Hands-on or Hands-off: Manual versus Mechanical Chest Compressions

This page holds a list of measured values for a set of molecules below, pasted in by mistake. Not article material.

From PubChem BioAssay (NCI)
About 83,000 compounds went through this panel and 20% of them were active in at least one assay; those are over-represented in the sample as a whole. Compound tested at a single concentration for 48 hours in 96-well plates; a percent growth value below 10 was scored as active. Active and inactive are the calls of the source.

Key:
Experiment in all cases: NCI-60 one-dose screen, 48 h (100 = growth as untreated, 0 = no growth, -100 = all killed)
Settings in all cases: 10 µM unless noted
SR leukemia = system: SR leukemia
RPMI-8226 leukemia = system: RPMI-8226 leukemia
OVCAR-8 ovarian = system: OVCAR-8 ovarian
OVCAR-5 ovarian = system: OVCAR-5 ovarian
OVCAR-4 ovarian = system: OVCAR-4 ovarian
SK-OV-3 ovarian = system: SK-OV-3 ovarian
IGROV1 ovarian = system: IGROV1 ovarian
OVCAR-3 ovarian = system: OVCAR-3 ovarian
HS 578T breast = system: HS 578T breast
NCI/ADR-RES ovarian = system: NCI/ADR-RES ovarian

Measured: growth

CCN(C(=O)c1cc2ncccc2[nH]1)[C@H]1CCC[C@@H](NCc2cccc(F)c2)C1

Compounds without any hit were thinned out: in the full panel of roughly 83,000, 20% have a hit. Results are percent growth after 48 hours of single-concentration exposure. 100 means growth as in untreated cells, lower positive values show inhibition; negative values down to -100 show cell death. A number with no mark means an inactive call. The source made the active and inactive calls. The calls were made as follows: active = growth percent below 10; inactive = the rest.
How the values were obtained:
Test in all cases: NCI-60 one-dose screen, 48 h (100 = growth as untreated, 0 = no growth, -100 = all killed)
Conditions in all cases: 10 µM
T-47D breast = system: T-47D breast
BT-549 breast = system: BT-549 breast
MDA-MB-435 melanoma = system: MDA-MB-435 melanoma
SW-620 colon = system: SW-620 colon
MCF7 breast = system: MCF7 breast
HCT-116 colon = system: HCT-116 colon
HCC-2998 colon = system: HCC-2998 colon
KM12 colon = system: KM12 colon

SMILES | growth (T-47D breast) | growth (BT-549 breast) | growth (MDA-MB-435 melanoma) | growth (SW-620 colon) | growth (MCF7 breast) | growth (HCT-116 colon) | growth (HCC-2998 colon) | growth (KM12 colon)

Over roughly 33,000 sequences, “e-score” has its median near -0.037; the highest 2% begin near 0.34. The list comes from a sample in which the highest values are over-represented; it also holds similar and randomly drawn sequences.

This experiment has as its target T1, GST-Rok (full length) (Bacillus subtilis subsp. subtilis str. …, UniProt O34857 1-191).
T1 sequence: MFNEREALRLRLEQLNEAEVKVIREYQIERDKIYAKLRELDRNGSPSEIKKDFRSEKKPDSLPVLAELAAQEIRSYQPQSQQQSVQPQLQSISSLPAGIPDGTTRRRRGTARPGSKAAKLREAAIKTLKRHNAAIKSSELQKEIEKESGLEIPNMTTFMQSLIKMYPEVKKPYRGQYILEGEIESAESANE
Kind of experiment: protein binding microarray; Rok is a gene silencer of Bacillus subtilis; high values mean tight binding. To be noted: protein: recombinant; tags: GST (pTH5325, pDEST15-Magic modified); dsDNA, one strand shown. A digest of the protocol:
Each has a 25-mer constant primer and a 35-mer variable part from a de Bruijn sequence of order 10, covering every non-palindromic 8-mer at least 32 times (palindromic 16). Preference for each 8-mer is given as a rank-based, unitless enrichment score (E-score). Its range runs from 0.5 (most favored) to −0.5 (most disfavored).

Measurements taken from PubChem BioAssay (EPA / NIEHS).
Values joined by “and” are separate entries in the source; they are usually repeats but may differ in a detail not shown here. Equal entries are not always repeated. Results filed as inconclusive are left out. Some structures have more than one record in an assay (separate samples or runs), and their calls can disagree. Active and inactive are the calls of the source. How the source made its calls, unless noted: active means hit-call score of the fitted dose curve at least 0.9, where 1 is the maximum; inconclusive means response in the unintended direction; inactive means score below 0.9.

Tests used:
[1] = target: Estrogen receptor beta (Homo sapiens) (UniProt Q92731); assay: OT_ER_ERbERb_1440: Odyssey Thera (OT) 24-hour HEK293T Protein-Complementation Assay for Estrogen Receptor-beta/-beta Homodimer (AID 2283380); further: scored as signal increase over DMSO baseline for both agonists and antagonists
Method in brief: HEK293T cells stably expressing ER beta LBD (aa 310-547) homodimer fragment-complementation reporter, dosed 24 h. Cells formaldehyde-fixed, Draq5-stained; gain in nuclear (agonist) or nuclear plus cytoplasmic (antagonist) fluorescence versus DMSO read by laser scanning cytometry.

Chest compressions are initiated when electrical malfunctions cause the heart to stop. Two methods of restoring circulation may be used when someone’s heart stops: manual chest compressions (Man-CPR) or mechanical chest compressions (Mech-CPR); however, the ability of these methods to achieve ROSC (return of spontaneous circulation) in a timely manner varies between the two methodologies. Man-CPR, for the purpose of this review, is defined as the use of someone’s physical strength to provide compressions according to BLS standards, while Mech-CPR is defined as the use of a mechanical device to provide this standard of compressions (AHA, 2020). ROSC is defined as the sustained presence of sinus rhythm with a mean arterial pressure greater than 60 mmHg and significant respiratory effort after cardiac arrest (Magliocca et al., 2019). Once ROSC is achieved, chest compressions are stopped, but if the medical team is unable to achieve ROSC within the established guidelines CPR efforts are terminated, regardless of the patient’s status. The purpose of this Evidence-Based Practice review is to examine the efficacy of Man-CPR when compared to Mech-CPR in their ability to achieve ROSC in a timely manner. Nurses and other healthcare providers can use this information to help guide their practices related to choosing a methodology of compressions that will provide the best outcome for their patients. If one method of compressions is able to achieve this faster than another it could save time, resources, and lives.